A short sail took us to Little Farmer’s Cay. We had a milestone on this short passage and hit 4000 miles!! We grabbed a mooring in a small slough of Great Guana Cay. This was a fun stop for us and we hung out at Ocean Cabin with Terry for a few afternoons of food and drinks. Also I was happy to see a few other familiar faces come into Ocean Cabin one afternoon. Our friends from the catamaran 'Blind Faith'. We had last seen them in Chesapeake, Virginia where I met Linda doing laundry.
Another short day but hot and lacking wind had us anchored off Lee Stocking Island. There we caught up with some other kid boats we hadn’t seen since Ft Lauderdale, SV Quartet and SV Shambala. We had a big bonfire onshore and ate fish and lobster that had been speared that day. Add to that a few marshmallows and Abbey was in heaven.

The next morning we were up and headed to Georgetown. We had heard of this ‘Bahamian Cruiser’s Mecca’ for a long time so our standards were high when we got in and anchored off Kidd Cove just off the town. Over the next week we moved back and forth across the harbor and anchored in 4 different locations to ride out back to back cold fronts that came in. The strong winds made for sloppy dinghy rides and had us stuck sitting on the boat for a couple of days.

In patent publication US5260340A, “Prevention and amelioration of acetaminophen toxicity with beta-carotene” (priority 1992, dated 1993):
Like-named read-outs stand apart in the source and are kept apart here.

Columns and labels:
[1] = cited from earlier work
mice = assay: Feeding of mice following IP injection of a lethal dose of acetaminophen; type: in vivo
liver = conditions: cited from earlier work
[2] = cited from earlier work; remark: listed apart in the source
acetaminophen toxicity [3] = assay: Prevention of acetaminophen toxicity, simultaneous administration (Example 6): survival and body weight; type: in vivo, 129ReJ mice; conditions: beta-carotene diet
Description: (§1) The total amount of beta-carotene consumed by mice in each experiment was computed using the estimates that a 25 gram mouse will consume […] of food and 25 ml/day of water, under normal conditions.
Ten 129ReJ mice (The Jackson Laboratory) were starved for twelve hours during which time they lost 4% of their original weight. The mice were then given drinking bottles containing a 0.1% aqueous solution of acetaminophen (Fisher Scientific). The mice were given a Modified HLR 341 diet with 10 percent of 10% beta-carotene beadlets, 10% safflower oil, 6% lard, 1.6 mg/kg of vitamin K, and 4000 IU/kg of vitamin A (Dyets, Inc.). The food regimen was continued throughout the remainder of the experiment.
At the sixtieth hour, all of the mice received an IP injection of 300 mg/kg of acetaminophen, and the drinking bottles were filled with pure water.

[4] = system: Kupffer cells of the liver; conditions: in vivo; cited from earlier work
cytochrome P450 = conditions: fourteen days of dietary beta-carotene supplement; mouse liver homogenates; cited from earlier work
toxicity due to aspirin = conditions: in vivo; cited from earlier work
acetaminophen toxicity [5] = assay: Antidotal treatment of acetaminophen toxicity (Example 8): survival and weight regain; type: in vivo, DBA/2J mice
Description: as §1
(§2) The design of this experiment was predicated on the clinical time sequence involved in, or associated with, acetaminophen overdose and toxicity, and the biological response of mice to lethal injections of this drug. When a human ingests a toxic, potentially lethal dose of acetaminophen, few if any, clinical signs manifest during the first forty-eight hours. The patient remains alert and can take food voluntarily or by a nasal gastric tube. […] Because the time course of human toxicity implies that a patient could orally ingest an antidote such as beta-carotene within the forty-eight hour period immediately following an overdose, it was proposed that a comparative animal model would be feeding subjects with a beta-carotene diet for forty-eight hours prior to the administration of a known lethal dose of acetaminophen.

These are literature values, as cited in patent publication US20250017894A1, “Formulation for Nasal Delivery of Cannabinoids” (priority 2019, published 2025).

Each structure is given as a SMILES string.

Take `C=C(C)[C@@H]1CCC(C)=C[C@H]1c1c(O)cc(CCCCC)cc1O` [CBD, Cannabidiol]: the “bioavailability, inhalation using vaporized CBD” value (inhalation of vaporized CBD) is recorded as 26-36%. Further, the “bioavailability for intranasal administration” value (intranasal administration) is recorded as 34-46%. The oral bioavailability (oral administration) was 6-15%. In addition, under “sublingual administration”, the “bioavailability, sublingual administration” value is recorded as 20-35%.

This is the dinghy entrance into Lake Victoria in Georgetown. A small narrow passage under a little bridge that usually has a pretty strong current flowing in one direction or the other depending on the tide:
We did get to the Chat N’Chill for a few afternoons and Abbey made some new friends and also learned to make bracelets from palm fronds which she then sold to other tourists and guests at the beach. We joked that this is the boat-kid version of a lemonade stand. She was thrilled to make some money.
We hiked up to the monument at Monument Beach on Stocking Island that has a beautiful view of the harbor. This is the view looking south:
Abbey sitting on the monument at the top of the hill:
The view looking north from Stocking Island with Elizabeth Harbour on the left and Exuma Sound on the right:
We have decided to get a bigger boat sooner rather than later so our plans have changed and we are headed back to the US East Coast instead of pushing on towards the Caribbean. Georgetown is our furthest point south for now and we turned around and started heading back north.